4 Comments

  • No, nothing can go beyond the light barrier. Tunneling involves a quantum wave function expanding beyond one classically allowed regime into another. That wave function can not travel faster than light. Though the particle can, to some extent travel from one location to another at the instant it tunnels, it would have to not be ‘observed’ for enough time for the wave function to expand across that distance. That is to say, you would not be able to know where the particle was long enough for it to have traveled at the speed of light across that distance.

    Of course, we could never verify this because tunneling requires traveling through a classically forbidden region, where the wave function falls off exponentially. That is to say, the probability of tunneling decreases very very quickly with the distance that needs to be tunneled. So any tunneling that occurs occurs over very short distances, where time-resolving is not really practical and speeds can not be measured.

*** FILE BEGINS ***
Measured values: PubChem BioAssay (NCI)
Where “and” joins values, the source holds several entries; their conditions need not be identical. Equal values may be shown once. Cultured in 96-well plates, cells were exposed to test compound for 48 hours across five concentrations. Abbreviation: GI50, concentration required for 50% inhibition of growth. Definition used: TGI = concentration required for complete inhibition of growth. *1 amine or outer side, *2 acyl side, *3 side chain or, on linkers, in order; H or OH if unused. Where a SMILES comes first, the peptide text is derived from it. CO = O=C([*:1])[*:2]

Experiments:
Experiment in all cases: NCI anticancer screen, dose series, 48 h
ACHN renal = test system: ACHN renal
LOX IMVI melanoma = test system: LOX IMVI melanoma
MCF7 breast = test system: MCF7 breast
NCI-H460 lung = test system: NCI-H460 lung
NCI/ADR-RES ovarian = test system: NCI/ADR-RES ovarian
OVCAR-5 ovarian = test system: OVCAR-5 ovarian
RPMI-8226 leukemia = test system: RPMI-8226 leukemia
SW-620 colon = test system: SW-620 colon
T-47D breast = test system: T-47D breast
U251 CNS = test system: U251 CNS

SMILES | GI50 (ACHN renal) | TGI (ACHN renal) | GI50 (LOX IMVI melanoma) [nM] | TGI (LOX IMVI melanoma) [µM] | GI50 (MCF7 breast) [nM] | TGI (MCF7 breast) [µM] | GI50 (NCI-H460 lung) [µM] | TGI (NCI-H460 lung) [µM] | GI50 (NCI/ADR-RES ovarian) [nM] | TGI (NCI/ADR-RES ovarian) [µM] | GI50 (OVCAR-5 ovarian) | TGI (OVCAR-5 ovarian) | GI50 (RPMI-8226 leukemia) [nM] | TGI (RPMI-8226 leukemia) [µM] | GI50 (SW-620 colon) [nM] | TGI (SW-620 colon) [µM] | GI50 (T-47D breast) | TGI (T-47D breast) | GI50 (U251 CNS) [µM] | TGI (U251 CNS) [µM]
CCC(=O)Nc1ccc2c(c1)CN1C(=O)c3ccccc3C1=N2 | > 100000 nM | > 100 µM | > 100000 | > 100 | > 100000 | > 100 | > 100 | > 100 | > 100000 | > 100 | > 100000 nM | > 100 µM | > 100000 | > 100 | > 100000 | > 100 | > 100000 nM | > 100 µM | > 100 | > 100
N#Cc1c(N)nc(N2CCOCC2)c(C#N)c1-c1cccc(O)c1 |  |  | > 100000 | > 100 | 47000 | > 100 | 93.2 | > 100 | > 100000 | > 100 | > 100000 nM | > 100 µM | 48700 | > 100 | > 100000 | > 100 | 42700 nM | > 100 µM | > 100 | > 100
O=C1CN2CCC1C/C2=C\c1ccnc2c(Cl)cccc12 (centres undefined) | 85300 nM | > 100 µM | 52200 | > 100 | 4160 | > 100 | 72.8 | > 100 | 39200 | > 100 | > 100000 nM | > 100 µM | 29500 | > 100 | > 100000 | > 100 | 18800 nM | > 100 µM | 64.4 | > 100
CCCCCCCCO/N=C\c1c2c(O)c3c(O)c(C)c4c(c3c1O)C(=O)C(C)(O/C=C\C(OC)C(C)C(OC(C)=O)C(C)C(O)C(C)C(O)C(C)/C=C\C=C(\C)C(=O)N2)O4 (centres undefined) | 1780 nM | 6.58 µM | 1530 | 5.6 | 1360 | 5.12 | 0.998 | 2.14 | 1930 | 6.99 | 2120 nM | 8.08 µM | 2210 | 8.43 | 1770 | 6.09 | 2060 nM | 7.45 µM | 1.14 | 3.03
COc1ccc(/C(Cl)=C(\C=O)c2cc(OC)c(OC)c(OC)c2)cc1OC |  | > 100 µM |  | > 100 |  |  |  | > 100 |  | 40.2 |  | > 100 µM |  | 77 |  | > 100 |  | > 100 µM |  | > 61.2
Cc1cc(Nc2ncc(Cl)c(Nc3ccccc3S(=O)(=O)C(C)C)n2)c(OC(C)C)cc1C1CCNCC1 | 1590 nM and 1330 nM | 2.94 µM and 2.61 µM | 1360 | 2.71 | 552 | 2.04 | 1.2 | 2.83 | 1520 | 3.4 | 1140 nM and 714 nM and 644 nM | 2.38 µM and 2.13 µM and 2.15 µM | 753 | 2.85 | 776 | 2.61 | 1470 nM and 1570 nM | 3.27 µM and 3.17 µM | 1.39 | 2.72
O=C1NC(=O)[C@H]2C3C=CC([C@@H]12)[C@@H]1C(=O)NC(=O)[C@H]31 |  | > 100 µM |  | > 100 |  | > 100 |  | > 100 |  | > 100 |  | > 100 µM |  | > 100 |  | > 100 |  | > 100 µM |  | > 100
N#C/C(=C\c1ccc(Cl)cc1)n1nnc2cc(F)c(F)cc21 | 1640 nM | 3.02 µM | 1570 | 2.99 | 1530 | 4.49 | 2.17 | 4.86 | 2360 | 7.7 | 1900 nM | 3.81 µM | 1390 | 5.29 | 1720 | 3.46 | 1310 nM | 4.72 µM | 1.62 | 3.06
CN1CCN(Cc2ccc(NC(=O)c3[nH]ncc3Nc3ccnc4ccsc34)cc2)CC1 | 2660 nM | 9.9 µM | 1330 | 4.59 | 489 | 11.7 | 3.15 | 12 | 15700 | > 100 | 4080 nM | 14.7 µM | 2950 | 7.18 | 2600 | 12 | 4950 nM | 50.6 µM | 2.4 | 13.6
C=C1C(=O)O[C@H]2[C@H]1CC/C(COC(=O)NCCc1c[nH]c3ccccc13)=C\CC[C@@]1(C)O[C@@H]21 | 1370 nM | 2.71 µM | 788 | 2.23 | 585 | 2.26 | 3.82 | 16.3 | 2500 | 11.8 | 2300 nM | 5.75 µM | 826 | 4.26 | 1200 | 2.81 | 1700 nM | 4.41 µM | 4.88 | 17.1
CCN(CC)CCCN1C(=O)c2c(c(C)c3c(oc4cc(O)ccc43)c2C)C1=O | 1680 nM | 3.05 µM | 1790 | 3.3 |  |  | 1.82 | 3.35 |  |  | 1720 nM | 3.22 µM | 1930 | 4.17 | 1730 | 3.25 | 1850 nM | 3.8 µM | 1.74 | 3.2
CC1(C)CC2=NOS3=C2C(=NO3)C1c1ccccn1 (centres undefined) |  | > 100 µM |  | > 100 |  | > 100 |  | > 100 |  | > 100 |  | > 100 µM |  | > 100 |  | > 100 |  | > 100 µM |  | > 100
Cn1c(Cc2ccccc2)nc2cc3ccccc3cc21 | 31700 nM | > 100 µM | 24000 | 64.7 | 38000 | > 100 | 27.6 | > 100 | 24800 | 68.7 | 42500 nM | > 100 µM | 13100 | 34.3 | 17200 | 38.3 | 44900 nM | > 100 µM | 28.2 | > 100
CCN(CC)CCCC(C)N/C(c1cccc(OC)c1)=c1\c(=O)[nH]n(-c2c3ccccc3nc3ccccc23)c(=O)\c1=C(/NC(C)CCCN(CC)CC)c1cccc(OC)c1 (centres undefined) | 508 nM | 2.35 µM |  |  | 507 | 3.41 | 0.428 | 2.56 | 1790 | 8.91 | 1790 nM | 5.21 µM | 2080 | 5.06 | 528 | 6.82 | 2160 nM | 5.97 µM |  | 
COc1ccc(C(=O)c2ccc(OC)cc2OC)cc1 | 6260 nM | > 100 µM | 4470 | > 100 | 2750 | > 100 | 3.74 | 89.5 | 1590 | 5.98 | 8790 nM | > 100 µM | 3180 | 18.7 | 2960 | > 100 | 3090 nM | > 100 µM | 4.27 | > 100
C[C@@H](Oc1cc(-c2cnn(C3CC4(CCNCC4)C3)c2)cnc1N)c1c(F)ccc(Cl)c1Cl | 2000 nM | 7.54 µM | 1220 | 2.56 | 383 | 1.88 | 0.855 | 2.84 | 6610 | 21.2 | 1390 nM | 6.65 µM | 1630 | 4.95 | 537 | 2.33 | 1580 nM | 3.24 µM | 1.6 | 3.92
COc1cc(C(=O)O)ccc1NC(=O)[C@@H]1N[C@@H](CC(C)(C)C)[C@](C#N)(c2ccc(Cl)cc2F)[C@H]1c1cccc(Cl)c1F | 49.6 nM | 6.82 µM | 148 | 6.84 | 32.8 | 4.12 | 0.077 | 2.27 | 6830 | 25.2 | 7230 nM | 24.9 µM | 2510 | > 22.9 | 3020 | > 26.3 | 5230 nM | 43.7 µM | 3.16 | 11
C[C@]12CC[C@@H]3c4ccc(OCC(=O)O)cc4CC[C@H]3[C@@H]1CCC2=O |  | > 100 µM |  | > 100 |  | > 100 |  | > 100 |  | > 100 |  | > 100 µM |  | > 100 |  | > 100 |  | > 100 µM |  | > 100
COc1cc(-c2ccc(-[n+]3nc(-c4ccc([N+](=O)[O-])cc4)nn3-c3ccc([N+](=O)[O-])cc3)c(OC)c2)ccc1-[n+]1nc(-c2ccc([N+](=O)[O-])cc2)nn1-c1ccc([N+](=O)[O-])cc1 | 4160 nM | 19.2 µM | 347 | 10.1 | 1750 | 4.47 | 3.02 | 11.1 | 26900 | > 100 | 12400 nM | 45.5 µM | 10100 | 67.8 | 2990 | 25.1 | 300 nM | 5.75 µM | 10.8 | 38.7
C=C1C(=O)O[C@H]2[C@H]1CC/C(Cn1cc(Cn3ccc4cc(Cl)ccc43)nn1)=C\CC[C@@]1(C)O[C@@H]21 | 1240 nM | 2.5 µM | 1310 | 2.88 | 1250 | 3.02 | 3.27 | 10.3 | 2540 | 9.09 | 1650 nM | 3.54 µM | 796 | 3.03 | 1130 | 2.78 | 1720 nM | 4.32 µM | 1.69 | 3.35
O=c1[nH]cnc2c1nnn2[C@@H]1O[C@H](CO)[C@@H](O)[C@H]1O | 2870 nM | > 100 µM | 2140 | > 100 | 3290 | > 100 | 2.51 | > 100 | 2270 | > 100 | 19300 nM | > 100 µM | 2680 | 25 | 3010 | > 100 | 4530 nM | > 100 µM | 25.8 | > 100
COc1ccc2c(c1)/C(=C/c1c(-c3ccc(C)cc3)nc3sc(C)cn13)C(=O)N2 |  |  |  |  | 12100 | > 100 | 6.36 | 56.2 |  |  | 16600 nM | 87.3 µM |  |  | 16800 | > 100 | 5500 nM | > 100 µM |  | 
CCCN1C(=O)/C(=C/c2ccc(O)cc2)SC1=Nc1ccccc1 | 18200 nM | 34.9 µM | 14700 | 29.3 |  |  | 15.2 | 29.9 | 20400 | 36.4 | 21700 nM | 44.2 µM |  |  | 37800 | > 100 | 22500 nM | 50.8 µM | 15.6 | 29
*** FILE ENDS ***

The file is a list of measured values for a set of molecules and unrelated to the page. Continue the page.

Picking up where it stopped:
I’m not sure what Doug is saying. Photons can tunnel from a fiber optic into the whispering gallery mode of a toroidal disk, which is something physical (a photon) going from one location to another. And they have BEC’s that tunnel, which is an atom going from one place to another. Seems physical enough for me.

  • Tunneling relies on the annihilation / creation of particle pairs and statistical mechanics. It has nothing to do with anything physically ‘moving’ anywhere.

    Doug

  • it is funny. what are we pushing — a massless particle ?

    I just pushed ‘nothing’ beyond the light barrier/ to the future.

    however, we cannot see “nothing” and it is too fast.

  • You should know that nobody can answer that since that theory is still in it’s experimental stages. But I sure believe in it. 😉

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